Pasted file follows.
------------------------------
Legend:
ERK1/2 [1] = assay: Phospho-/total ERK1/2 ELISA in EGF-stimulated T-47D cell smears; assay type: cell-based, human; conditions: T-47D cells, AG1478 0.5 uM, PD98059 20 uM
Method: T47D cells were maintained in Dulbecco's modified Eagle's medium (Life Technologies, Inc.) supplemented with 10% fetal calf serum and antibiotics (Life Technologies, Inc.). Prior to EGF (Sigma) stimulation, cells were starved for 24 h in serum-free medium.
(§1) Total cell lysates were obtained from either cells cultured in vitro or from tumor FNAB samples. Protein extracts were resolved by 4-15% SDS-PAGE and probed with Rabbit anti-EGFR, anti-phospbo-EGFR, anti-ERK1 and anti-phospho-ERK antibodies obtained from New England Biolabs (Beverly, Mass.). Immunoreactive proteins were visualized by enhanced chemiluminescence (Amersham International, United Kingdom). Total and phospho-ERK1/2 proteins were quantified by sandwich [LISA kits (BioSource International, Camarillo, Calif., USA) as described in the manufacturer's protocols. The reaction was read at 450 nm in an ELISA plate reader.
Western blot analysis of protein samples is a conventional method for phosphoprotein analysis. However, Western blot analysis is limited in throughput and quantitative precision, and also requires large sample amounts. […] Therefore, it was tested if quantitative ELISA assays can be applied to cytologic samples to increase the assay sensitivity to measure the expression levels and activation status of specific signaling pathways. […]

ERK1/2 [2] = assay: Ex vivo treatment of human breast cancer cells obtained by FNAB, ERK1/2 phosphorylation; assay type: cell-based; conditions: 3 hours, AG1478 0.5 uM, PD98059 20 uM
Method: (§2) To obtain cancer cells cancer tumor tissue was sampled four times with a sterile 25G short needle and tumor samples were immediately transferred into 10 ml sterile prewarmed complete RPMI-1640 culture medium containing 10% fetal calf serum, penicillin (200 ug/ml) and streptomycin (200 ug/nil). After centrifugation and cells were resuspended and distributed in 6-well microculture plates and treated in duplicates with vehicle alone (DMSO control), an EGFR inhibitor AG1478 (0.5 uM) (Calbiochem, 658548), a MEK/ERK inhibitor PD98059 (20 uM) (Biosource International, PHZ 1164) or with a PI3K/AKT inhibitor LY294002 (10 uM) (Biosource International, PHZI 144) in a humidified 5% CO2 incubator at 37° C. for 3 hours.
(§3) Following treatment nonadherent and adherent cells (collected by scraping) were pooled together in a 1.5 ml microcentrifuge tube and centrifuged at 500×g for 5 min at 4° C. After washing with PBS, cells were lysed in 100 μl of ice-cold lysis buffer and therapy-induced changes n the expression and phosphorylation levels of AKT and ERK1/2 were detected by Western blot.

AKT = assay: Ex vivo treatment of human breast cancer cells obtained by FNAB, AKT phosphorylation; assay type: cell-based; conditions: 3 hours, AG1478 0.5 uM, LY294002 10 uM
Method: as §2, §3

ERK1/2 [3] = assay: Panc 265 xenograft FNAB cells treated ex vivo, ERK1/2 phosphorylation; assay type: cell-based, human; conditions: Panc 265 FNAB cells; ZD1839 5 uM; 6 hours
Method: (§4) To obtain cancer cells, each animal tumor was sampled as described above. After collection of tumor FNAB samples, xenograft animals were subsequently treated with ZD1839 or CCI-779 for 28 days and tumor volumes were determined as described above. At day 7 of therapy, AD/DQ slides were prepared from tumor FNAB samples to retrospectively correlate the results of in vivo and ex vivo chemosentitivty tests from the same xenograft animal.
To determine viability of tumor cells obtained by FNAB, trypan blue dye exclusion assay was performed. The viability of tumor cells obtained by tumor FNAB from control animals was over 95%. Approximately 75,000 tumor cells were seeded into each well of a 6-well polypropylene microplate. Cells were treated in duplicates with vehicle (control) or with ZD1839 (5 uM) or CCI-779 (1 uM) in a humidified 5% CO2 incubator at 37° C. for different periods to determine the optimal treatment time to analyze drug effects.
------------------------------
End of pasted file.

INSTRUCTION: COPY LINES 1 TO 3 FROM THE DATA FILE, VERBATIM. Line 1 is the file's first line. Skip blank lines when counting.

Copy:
Legend:
ERK1/2 [1] = assay: Phospho-/total ERK1/2 ELISA in EGF-stimulated T-47D cell smears; assay type: cell-based, human; conditions: T-47D cells, AG1478 0.5 uM, PD98059 20 uM
Method: T47D cells were maintained in Dulbecco's modified Eagle's medium (Life Technologies, Inc.) supplemented with 10% fetal calf serum and antibiotics (Life Technologies, Inc.). Prior to EGF (Sigma) stimulation, cells were starved for 24 h in serum-free medium.